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Threatened dolphin research proposals rejected

Release From Green Party

Multiple applications for government funding to research ways to save the threatened North Island Hector's dolphin - New Zealand's rarest - have been rejected, the Green Party revealed today.

The Greens first revealed two weeks ago that scientists expected the dolphin, with probably less than one hundred individuals left, to become extinct.

Green MP Jeanette Fitzsimons said she had subsequently discovered that "for the last five years DoC Auckland has repeatedly proposed an aerial survey to estimate the population size and they have been turned down every time".

"For the last two years Auckland University has proposed using genetic techniques to estimate the population size and learn more about dolphin behaviour. They've been turned down, too," Ms Fitzsimons said.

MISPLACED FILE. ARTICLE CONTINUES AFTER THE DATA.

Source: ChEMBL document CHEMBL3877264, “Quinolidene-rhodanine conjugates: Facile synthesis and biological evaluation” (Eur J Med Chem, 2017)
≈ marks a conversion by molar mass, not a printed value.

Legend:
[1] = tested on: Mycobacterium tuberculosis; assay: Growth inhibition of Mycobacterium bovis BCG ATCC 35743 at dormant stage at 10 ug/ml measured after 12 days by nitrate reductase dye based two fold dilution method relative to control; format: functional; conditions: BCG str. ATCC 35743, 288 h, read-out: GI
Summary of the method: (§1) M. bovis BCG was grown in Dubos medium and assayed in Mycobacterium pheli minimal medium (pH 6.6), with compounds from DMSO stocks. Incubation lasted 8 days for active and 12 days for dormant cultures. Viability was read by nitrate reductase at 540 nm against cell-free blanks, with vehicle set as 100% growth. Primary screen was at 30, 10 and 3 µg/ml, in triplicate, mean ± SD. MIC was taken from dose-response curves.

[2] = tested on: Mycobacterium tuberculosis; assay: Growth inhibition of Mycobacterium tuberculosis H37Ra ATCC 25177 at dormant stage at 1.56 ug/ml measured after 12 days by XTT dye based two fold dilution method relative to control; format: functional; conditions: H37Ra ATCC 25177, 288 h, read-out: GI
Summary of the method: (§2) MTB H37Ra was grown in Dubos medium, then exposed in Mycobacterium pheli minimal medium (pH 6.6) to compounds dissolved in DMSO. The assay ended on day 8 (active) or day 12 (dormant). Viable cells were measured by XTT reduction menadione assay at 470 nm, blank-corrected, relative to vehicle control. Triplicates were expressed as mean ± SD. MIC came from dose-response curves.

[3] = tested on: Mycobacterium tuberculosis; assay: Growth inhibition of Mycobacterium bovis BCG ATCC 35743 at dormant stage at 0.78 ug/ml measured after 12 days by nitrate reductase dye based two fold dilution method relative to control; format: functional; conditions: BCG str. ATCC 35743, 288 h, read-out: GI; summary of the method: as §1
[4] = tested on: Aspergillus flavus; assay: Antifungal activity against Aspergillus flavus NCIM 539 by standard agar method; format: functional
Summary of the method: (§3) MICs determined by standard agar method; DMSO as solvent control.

"One non-scientific aerial survey has been conducted, but that's it. Official disregard for the plight of the North Island Hector's dolphin makes a mockery of our anti-whaling stance. Why should other countries take us seriously trying to protect whales when we are doing nothing to protect our own unique dolphin, which is rarer than any whale?"

Hector's Dolphin is considered the world's rarest marine dolphin.

Ms Fitzsimons said the Hector's dolphin was an example of how the Conservation Department didn't have the funds to do its job.

"The little funds DoC has for the Hector's Dolphin has gone to sustaining the South Island subspecies. The North Island researchers have been able to contiune only thanks to private organisations like Worldwide Fund for Nature, and they have even been forced to fund some research out of their own pockets."

Because they tend to live in shallow water around river mouths, Hector's dolphins are also highly susceptible to contamination from land-based pollution.

"The Hector's dolphin is an example of the threat to our wildlfe, as well as ourselves, from our toxic economy," Ms Fitzsimons said.

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